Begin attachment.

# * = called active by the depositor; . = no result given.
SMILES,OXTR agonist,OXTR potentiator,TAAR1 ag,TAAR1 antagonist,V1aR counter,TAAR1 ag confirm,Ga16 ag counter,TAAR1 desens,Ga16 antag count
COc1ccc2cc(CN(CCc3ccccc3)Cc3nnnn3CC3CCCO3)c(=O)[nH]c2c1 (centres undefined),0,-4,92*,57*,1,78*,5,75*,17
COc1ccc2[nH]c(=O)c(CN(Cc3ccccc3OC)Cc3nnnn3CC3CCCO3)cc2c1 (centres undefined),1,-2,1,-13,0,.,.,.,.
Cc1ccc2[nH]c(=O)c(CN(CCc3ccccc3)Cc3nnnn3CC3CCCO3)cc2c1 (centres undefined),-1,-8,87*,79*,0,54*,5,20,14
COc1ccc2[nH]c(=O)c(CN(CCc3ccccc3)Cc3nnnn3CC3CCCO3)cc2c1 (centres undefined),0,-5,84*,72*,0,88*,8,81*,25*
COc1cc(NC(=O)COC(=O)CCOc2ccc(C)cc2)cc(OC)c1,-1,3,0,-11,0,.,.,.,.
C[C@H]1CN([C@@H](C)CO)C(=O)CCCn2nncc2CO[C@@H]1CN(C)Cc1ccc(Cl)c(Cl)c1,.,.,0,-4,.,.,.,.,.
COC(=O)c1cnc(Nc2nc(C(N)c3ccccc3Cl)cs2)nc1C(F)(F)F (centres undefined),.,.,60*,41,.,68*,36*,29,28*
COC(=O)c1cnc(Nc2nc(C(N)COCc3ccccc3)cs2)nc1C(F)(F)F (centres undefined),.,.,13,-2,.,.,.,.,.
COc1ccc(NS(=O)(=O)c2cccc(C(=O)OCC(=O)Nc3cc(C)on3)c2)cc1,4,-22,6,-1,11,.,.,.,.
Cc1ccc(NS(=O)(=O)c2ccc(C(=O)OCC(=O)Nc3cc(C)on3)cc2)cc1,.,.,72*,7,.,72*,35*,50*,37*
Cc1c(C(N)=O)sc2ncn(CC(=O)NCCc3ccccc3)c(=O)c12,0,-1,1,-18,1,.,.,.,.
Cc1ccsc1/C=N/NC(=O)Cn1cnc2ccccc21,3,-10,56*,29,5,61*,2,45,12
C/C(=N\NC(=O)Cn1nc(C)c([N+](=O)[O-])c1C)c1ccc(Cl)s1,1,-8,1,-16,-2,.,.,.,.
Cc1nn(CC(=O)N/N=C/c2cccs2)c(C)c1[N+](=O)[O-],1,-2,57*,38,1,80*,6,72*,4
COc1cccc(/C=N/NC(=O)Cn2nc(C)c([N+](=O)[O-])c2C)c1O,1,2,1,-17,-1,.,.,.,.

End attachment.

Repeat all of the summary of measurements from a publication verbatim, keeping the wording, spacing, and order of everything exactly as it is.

# * = called active by the depositor; . = no result given.
SMILES,OXTR agonist,OXTR potentiator,TAAR1 ag,TAAR1 antagonist,V1aR counter,TAAR1 ag confirm,Ga16 ag counter,TAAR1 desens,Ga16 antag count
COc1ccc2cc(CN(CCc3ccccc3)Cc3nnnn3CC3CCCO3)c(=O)[nH]c2c1 (centres undefined),0,-4,92*,57*,1,78*,5,75*,17
COc1ccc2[nH]c(=O)c(CN(Cc3ccccc3OC)Cc3nnnn3CC3CCCO3)cc2c1 (centres undefined),1,-2,1,-13,0,.,.,.,.
Cc1ccc2[nH]c(=O)c(CN(CCc3ccccc3)Cc3nnnn3CC3CCCO3)cc2c1 (centres undefined),-1,-8,87*,79*,0,54*,5,20,14
COc1ccc2[nH]c(=O)c(CN(CCc3ccccc3)Cc3nnnn3CC3CCCO3)cc2c1 (centres undefined),0,-5,84*,72*,0,88*,8,81*,25*
COc1cc(NC(=O)COC(=O)CCOc2ccc(C)cc2)cc(OC)c1,-1,3,0,-11,0,.,.,.,.
C[C@H]1CN([C@@H](C)CO)C(=O)CCCn2nncc2CO[C@@H]1CN(C)Cc1ccc(Cl)c(Cl)c1,.,.,0,-4,.,.,.,.,.
COC(=O)c1cnc(Nc2nc(C(N)c3ccccc3Cl)cs2)nc1C(F)(F)F (centres undefined),.,.,60*,41,.,68*,36*,29,28*
COC(=O)c1cnc(Nc2nc(C(N)COCc3ccccc3)cs2)nc1C(F)(F)F (centres undefined),.,.,13,-2,.,.,.,.,.
COc1ccc(NS(=O)(=O)c2cccc(C(=O)OCC(=O)Nc3cc(C)on3)c2)cc1,4,-22,6,-1,11,.,.,.,.
Cc1ccc(NS(=O)(=O)c2ccc(C(=O)OCC(=O)Nc3cc(C)on3)cc2)cc1,.,.,72*,7,.,72*,35*,50*,37*
Cc1c(C(N)=O)sc2ncn(CC(=O)NCCc3ccccc3)c(=O)c12,0,-1,1,-18,1,.,.,.,.
Cc1ccsc1/C=N/NC(=O)Cn1cnc2ccccc21,3,-10,56*,29,5,61*,2,45,12
C/C(=N\NC(=O)Cn1nc(C)c([N+](=O)[O-])c1C)c1ccc(Cl)s1,1,-8,1,-16,-2,.,.,.,.
Cc1nn(CC(=O)N/N=C/c2cccs2)c(C)c1[N+](=O)[O-],1,-2,57*,38,1,80*,6,72*,4
COc1cccc(/C=N/NC(=O)Cn2nc(C)c([N+](=O)[O-])c2C)c1O,1,2,1,-17,-1,.,.,.,.